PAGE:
Despite unsettled conditions about him, John Rhode, recognized as one of England's ablest detective story writers, continues to produce adventures concerning his amazing criminologist.
--Dodd, Mead blurb to John Rhode's The Fourth Bomb (1942)
"It would be enormous fun," she exclaimed. "I'm sure Sir Oswald and Lady Hunton would enjoy the old dear immensely. Send him along, do."
I shouldn't have described the professor as enormous fun," Jimmy replied.
--Inspector, now Lieutenant, Jimmy Waghorn and his wife Diana discuss the impending visit of the formidable Dr. Priestley, John Rhode's sleuth extraordinaire in The Fourth Bomb.
Just over a couple of weeks ago an echo of an eighty-year-old military conflict was heard when a British explosives disposal team detonated, in a "controlled explosion," a 2200 pound World War Two era German bomb in Exeter, UK. During the long ago hostilities the city was heavily damaged by enemy planes, which conducted 19 raids there, dropping 7000 such devices, particularly in May 1942 during the so-called Baedeker Blitz, which killed 156 people in Exeter. (It was said that Hitler selected bombing sites out of a Baedecker travel guide.) A video in the link above shows the recent explosion, giving one a sense of the kind of thing which so many people experienced throughout the world during those years of violent conflict and wanton slaughter.
Another, nonstressful way to experience the war (after the Exeter detonation nearby buildings were damaged and people were not able to return to their homes for several days), is through novels published at the time, like mystery writer John Street's mystery The Fourth Bomb, published in early January 1942 and set in UK over about ten days in the month of December, presumably of the year 1940, during the midst of the original German Blitz.
Between 1941 and 1944, the highly prolific Major John Street, who after a short term of service in the war resided outside of London with his companion Eileen Waller in an isolated English village, published no fewer than fifteen detective novels, nearly four every year, eight of these under his pen name John Rhode and seven under his pen name Miles Burton. These are:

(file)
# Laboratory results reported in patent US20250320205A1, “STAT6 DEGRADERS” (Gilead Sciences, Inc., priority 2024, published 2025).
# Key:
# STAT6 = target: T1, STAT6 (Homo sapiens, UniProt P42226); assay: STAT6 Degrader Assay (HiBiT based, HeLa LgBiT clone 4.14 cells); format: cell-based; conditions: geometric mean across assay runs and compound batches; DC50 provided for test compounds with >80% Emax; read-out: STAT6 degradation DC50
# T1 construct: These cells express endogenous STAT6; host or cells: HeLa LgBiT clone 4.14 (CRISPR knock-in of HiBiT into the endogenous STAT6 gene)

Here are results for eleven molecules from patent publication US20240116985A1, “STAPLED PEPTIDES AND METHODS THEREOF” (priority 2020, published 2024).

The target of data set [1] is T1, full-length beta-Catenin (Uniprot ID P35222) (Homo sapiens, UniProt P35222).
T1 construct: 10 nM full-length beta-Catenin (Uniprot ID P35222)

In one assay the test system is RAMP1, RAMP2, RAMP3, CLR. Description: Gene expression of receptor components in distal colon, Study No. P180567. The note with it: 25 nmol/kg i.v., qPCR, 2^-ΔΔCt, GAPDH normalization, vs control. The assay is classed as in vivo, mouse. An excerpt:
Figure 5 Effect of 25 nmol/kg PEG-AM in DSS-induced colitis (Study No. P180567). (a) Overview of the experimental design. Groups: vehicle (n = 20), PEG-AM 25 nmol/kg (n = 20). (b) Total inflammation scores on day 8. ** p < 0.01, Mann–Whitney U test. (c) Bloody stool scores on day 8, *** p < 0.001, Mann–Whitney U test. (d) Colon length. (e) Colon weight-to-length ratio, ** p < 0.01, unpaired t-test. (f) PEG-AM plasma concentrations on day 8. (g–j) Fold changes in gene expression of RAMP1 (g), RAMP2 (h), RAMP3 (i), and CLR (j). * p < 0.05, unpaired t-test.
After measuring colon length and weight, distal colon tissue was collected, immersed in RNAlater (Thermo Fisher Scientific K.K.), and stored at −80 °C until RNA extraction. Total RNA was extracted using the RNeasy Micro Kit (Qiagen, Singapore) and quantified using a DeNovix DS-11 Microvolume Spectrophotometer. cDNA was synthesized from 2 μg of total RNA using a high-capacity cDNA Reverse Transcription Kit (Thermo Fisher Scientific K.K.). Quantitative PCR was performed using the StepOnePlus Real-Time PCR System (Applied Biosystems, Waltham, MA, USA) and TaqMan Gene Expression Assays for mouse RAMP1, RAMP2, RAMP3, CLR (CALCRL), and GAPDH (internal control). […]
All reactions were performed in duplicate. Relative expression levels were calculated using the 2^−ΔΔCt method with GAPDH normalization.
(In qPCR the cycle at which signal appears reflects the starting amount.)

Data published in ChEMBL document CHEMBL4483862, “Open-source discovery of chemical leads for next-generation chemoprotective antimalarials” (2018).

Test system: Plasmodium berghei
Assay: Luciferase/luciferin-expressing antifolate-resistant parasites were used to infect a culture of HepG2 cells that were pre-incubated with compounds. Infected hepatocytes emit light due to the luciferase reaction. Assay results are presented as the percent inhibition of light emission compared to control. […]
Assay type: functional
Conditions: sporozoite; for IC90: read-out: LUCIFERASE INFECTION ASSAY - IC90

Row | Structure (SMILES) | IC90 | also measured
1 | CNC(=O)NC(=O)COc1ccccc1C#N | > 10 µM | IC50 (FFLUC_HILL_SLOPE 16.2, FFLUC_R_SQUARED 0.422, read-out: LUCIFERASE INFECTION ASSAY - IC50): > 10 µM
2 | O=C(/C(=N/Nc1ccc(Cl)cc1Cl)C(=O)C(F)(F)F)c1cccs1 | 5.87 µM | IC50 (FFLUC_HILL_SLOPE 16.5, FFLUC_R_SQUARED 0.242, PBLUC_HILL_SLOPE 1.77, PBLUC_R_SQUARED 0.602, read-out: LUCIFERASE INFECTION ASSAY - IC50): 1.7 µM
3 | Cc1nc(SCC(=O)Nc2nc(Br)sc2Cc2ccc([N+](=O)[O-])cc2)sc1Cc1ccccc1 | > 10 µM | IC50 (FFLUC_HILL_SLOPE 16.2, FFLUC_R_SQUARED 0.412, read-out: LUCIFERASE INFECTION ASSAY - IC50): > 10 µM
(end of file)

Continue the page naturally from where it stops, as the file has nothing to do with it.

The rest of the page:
- Death at the Helm 1941
- They Watched by Night 1941
- The Fourth Bomb 1942
- Night Exercise (non-series) 1942
- Dead on the Track 1943
- Men Die at Cyprus Lodge 1943
- Death Invades the Meeting 1944
- Vegetable Duck 1944
- Up the Garden Path 1941
- Death of Two Brothers 1941
- This Undesirable Residence 1942
- Dead Stop 1943
- Murder M.D. 1943
- Four-Ply Yarn 1944
- The Three-Corpse Trick 1944
|Canadian paperback edition of|
The Fourth Bomb
John Rhode novels never really
caught on in pb in the US, although
they were more often seen in
Canada and the UK.
Just this pb edition will set you back
around $70 US dollars today.
There is no ingenious murder gadgetry in this one, in contrast with many other Rhodes, and Dr. P.--after being briefed on the case by Jimmy at his home at Westbourne Terrace in London (which he refuses to evacuate as long as he has his loyal cook by him; his secretary and supposed son-in-law, Harold Merefield, being in service)--solves the case in short order, having decided, rather extraordinarily at this stage, to venture out to the country scene of the crimes and investigate the case himself.
|jacketed British first edition by Collins |
The American first edition will set you back
$250 for a strictly okay copy without a dust jacket.
A Collins first with jacket
might cost you your home!
|Someone unwelcome has arrived in the pub?|
Maybe Mrs. Mellor?
Diana appeared or was referenced successively in Dividend, Death on Sunday (1939) and Death on the Boat Train (1940), but, after The Fourth Bomb, as I recollect, her only appearance is in The Paper Bag (1948). By contrast, indefatigable Jimmy Waghorn would appear right up through the last John Rhode novel, The Vanishing Diary, in 1961.
|Author Monica Dickens (1915-1992)|
might have been the model
for John Rhode's Diana Morpeth
American newswoman Lucy Curtis Templeton
(1878-1971) numbered among the fans of
John Street in both his John Rhode and
Miles Burton manifestations
She later became the paper's telegraph editor, meaning the person who handles the copy that comes into the office by wire. It is said that she was the only woman in the southern United States employed in such a capacity at the time. In 1912 she was alone at the office in the early hours of an April night when word of the sinking of the Titanic came in over the wire; she immediately scrambled to get out an EXTRA edition.